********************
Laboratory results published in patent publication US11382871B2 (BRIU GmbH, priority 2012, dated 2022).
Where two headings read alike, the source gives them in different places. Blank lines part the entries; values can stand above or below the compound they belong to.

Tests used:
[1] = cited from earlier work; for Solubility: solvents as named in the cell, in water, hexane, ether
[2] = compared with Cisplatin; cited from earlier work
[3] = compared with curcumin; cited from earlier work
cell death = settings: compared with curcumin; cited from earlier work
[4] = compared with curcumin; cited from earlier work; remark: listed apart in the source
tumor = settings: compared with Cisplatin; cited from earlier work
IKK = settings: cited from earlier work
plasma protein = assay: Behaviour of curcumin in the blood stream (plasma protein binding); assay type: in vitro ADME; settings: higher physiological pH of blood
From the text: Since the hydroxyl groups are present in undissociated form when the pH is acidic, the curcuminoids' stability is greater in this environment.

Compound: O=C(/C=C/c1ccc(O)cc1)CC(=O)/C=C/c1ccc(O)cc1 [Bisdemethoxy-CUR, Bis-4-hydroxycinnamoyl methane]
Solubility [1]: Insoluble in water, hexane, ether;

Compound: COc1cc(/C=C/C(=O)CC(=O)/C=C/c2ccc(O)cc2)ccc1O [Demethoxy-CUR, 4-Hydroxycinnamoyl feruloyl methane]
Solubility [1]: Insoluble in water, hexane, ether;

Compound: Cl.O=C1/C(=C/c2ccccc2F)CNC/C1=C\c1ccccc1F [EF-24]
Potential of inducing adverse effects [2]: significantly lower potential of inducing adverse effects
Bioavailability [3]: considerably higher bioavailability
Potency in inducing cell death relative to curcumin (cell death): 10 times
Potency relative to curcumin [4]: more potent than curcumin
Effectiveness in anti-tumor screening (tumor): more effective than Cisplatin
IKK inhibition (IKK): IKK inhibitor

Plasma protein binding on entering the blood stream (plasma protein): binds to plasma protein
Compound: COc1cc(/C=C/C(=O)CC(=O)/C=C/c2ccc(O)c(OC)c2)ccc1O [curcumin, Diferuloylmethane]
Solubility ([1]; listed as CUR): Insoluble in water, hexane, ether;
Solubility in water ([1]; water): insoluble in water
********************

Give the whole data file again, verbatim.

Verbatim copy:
Laboratory results published in patent publication US11382871B2 (BRIU GmbH, priority 2012, dated 2022).
Where two headings read alike, the source gives them in different places. Blank lines part the entries; values can stand above or below the compound they belong to.

Tests used:
[1] = cited from earlier work; for Solubility: solvents as named in the cell, in water, hexane, ether
[2] = compared with Cisplatin; cited from earlier work
[3] = compared with curcumin; cited from earlier work
cell death = settings: compared with curcumin; cited from earlier work
[4] = compared with curcumin; cited from earlier work; remark: listed apart in the source
tumor = settings: compared with Cisplatin; cited from earlier work
IKK = settings: cited from earlier work
plasma protein = assay: Behaviour of curcumin in the blood stream (plasma protein binding); assay type: in vitro ADME; settings: higher physiological pH of blood
From the text: Since the hydroxyl groups are present in undissociated form when the pH is acidic, the curcuminoids' stability is greater in this environment.

Compound: O=C(/C=C/c1ccc(O)cc1)CC(=O)/C=C/c1ccc(O)cc1 [Bisdemethoxy-CUR, Bis-4-hydroxycinnamoyl methane]
Solubility [1]: Insoluble in water, hexane, ether;

Compound: COc1cc(/C=C/C(=O)CC(=O)/C=C/c2ccc(O)cc2)ccc1O [Demethoxy-CUR, 4-Hydroxycinnamoyl feruloyl methane]
Solubility [1]: Insoluble in water, hexane, ether;

Compound: Cl.O=C1/C(=C/c2ccccc2F)CNC/C1=C\c1ccccc1F [EF-24]
Potential of inducing adverse effects [2]: significantly lower potential of inducing adverse effects
Bioavailability [3]: considerably higher bioavailability
Potency in inducing cell death relative to curcumin (cell death): 10 times
Potency relative to curcumin [4]: more potent than curcumin
Effectiveness in anti-tumor screening (tumor): more effective than Cisplatin
IKK inhibition (IKK): IKK inhibitor

Plasma protein binding on entering the blood stream (plasma protein): binds to plasma protein
Compound: COc1cc(/C=C/C(=O)CC(=O)/C=C/c2ccc(O)c(OC)c2)ccc1O [curcumin, Diferuloylmethane]
Solubility ([1]; listed as CUR): Insoluble in water, hexane, ether;
Solubility in water ([1]; water): insoluble in water